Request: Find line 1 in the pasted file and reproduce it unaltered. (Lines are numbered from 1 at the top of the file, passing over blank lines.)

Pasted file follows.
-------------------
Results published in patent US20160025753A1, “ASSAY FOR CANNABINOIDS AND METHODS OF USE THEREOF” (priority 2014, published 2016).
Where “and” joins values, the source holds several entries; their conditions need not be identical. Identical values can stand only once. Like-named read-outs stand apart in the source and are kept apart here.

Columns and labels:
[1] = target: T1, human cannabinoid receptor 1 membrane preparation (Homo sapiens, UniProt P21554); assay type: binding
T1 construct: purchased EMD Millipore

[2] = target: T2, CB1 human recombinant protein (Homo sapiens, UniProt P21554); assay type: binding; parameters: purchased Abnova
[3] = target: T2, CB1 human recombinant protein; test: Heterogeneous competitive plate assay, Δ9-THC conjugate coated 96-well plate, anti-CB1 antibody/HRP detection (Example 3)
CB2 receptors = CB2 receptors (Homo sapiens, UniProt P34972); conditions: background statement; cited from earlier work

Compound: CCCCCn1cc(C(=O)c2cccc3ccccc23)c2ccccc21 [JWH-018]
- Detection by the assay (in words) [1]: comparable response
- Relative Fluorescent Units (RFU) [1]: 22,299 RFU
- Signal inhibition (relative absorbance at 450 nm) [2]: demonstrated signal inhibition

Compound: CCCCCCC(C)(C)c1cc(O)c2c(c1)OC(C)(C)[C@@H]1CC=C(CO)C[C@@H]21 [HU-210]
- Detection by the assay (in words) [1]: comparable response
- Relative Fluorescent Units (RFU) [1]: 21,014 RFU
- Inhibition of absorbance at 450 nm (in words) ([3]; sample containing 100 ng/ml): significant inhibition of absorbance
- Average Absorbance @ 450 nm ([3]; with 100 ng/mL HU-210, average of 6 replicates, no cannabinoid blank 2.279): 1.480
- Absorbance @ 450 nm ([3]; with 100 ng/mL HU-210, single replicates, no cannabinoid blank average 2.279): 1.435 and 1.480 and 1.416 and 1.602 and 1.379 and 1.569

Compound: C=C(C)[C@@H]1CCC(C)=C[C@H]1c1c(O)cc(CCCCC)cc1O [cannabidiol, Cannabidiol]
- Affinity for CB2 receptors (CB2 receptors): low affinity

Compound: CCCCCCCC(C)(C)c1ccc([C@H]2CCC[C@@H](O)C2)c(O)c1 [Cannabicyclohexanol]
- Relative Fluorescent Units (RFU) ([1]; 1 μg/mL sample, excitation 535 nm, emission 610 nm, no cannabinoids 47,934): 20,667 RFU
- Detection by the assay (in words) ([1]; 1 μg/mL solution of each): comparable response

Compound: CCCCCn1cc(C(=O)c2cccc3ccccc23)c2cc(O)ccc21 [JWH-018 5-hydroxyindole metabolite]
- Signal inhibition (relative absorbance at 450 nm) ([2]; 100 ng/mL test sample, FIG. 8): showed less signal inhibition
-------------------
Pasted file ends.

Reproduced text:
Results published in patent US20160025753A1, “ASSAY FOR CANNABINOIDS AND METHODS OF USE THEREOF” (priority 2014, published 2016).